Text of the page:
Pictures of the Goyim Defense League banners supporting Kanye West’s comments about Jews went viral after they were captured in Los Angeles, Oct. 22, 2022. (Screenshot from Twitter)

GDL members, working with National Socialists, hung banners saying “Kanye is right about the Jews” and projected digital messages in highly trafficked areas in California and Florida. “We’ve found the Jews’ weak spot!” a GDL post on the social network Gab read, sharing YouTube videos about the Ye and Irving controversies.

Today, antisemites continue to flood Twitter with hate using the hashtag #TheNoticing, spreading, minute-by-minute, anti-Jewish conspiracies, Holocaust denial and threats to prominent figures such as the CEO of the ADL.

“Music and sports have the unique capacity to bring people of all races, creeds and political beliefs together,” Bloom said. “They are now driving us further apart.”

Rabbi Ryan Bauer
Rabbi Ryan Bauer

For Rabbi Ryan Bauer of Congregation Emanu-El in San Francisco, the experience of the past month was deeply discouraging because it forced him to think about whether the Jewish community had the allies it thought it did.

“The more concerning thing is the reaction to Kyrie Irving,” Bauer said.

In the basketball world, Irving’s actions did earn unequivocal condemnation from Charles Barkley (whose daughter is married to a Jew), Shaq, Steve Kerr and others. But Bauer saw far more leeway given to Irving than, say, Donald Sterling, the former Clippers owner banned from the NBA after making racist statements that were publicized in a leaked recording. Irving, on the other hand, remains vice president of the players union.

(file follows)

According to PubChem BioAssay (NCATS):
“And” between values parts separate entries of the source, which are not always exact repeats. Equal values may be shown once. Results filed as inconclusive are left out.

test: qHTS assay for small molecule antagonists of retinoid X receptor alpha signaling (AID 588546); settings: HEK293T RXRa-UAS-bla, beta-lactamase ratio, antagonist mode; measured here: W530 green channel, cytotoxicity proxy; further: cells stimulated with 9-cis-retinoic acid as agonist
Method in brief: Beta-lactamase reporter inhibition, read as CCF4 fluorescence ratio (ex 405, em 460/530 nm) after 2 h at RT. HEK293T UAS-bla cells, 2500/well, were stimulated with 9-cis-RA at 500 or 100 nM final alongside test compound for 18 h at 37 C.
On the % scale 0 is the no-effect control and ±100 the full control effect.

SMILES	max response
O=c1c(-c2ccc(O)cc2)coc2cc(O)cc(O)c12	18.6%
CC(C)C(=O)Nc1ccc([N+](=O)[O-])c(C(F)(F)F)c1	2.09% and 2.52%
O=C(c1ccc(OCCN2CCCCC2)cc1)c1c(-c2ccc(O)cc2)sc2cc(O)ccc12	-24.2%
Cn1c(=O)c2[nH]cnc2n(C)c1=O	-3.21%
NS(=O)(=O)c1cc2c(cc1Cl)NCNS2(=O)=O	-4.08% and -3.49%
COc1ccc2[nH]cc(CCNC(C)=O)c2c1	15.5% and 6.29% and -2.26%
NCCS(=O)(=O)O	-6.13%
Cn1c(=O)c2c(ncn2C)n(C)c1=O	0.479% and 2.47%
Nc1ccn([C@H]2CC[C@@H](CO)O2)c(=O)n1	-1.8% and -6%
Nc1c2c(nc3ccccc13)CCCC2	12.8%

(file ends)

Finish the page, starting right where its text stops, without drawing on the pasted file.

“You can imagine if you flipped the scenario around, if someone had posted a racist video,” the reaction would have been different, Bauer said.

“You’re not seeing a sweeping response that says, hey, there’s no place for this kind of hate,” Bauer added.

He also felt snubbed by allies in the fight for social justice, particularly after years of concerted efforts from Jewish community leaders to show solidarity with marginalized groups.

“I was at [San Francisco International Airport] during the Muslim ban, and for the Black Lives Matter movement,” Bauer said. “The Jewish community has been involved in all these things. And I think there’s a bit of looking around and saying, wait a second, where’s the reaction here?”

“I just feel like it’s been a bit tepid,” Bauer added.

So, how to respond?

Even as local synagogues continue to invest heavily in security measures such as armed guards, locks and surveillance systems, the proliferation of hate speech online and in live antisemitic stunts presents a separate problem.

Antisemitic discourse works to dehumanize Jews while maintaining plausible deniability. Outside of actual violence, spreading hate can be confused with spreading “truth.”

In response, many rabbis say, Jews should be even more visible.

“The reaction to it is not to hide, but to get bigger,” Bauer said. “We are an important part of American society. So don’t hide in your workplaces, don’t hide in your schools.”

Added Mates-Muchin, “At a time when it feels like you just want to curl up and disappear, I think it’s that much more important that we continue to reach out, and continue to build connections with people. To look to each other and to other Jewish communities for support. Recognizing that we are in this together.”

Gabe Stutman
Gabe Stutman

Gabe Stutman is the news editor of J. Follow him on Twitter @jnewsgabe.